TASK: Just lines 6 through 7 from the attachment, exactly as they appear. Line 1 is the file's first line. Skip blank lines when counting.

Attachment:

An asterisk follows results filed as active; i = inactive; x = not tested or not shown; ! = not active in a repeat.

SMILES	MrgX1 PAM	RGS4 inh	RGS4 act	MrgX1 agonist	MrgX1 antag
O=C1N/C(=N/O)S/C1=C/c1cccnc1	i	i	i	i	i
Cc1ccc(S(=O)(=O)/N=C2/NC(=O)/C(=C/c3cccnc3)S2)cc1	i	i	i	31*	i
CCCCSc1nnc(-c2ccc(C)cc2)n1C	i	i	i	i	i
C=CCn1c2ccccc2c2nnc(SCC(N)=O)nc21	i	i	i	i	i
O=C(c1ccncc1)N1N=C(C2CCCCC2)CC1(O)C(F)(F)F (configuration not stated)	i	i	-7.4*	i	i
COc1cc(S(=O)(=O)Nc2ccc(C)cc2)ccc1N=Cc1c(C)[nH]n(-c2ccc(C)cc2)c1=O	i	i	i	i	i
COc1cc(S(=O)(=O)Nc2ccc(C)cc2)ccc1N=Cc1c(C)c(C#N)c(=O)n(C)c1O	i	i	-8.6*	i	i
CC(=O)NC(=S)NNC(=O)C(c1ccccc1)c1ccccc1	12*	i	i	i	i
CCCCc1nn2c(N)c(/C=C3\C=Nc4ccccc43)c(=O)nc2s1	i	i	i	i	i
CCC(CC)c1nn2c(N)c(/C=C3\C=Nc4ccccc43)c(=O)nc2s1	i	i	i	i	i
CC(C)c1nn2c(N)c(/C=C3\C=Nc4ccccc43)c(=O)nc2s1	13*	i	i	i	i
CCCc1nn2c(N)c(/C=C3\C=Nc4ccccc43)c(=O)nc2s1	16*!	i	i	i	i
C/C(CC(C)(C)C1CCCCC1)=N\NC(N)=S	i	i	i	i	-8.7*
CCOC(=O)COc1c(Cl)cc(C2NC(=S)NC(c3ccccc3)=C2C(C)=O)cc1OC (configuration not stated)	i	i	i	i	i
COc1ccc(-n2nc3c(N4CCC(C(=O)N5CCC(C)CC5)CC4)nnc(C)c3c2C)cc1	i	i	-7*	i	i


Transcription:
C=CCn1c2ccccc2c2nnc(SCC(N)=O)nc21	i	i	i	i	i
O=C(c1ccncc1)N1N=C(C2CCCCC2)CC1(O)C(F)(F)F (configuration not stated)	i	i	-7.4*	i	i